13 Life Hacks to Reduce or Eliminate Medical Debt

Almost every American faces medical debt at some point in their life. So you’re not aloneiStock_000009697836_Large if you’re scared of the prospect of medical debt damaging your personal credit and causing you to go into a financial crisis when you least expect it.

Fear not! There are ways to avoid having your financial dreams derailed by a medical emergency, an unexpected procedure, or unnecessary medical expenses. Here are some life hacks we came up with that can help you reduce or eliminate medical debt:

  1. Stick to Doctors Within Your Network – If your plan requires that you visit doctors within your network, stick to those doctors so you don’t have to pay out-of-network fees.
  2. Pay Your Medical Bills In Full –Chances are you will receive a discount. Many hospitals offer a 10% discount when you agree to pay your bill in full.
  3. Don’t Switch Plans to Visit a Doctor Out-of-Network Once – You can save money if you only have to visit an out-of-network doctor once a year. Changing your plan for the sake of one service can result in higher health insurance plan premiums over the long term.
  4. Opt For “Minimum Essential Coverage” Instead of Expensive Health Insurance Plans – If you’re cash strapped and healthy, a minimum essential coverage may be your best option. These plan usually only cover preventative care and other basic medical services—not hospitalizations and outpatient surgery.
  5. Utilize Charity Care Programs – Your hospital may offer discounted services to low-income people. It’s a little known secret that you can apply for charity care programs that may reduce or eliminate your entire bill if you qualify. To get started, just call the hospital that has billed you and ask them if you can apply for their “charity care program”.
  6. Find Out What’s Covered by Your Health Insurance Provider – Before you schedule a medical procedure, find out what’s covered and at what rate. If you determine the cost will be high, talk to the referring doctor about lower cost alternatives.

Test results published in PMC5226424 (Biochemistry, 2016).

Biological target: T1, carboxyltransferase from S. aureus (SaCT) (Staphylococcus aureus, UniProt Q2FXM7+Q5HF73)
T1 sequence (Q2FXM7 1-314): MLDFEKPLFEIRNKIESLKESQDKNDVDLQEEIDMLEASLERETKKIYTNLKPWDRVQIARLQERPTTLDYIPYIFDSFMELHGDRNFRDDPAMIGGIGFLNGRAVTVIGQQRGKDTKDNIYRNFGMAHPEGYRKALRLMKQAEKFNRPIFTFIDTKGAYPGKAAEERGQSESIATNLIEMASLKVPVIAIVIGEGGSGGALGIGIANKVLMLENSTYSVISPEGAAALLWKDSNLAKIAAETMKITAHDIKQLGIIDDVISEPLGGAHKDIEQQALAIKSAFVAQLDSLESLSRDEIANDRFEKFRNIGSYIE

7. Request a Payment Plan – If you owe a medical bill that you are not able to pay in full, you can usually get on a payment plan with lower minimum payments. As long as you continue to pay the bill monthly, the debt should not show up on your credit report. All you have to do is call to make arrangements before the debt becomes delinquent.
  8. Use Urgent Care Centers – Find out if urgent care centers are included in your health insurance plan network. They often charge a flat fee for labs, therefore you won’t have unexpected bills later on. They can also help with a variety of problems that don’t require hospitalization, which will also save you money in the long run.
  9. Ask for Prescription Samples or Coupons – Some prescriptions are free at pharmacies such as Walmart and Meijer. When filling your prescription, ask the pharmacist if any samples or coupons are available.
  10. Combine Doctor Visits to Save Money – When visiting your doctor, make sure they address multiple issues at once so you don’t have to go back for repeat visits.
  11. Get Refills on Prescriptions from a Family Doctor Instead of a Specialist – For example, if you go to a dermatologist to get a prescription for acne, instead of going back to the dermatologist for a refill on the prescription, it may be cheaper to go to your family doctor or a general practitioner to get a refill.
  12. Research the Costs of Certain Procedures/Appointments – Research the costs of procedures and appointments ahead of time so you can choose the lowest cost provider.
  13. Apply for a Grant from the Healthwell Foundation – You can apply to receive financial assistance with covering your medical bills. If approved, they may cover $6,000 per year in medical insurance premiums (for certain diseases). Visit https://www.healthwellfoundation.org/ for more information.

Courtesy of Accel Financial Counseling, Destinations Credit Union‘s financial counseling partner.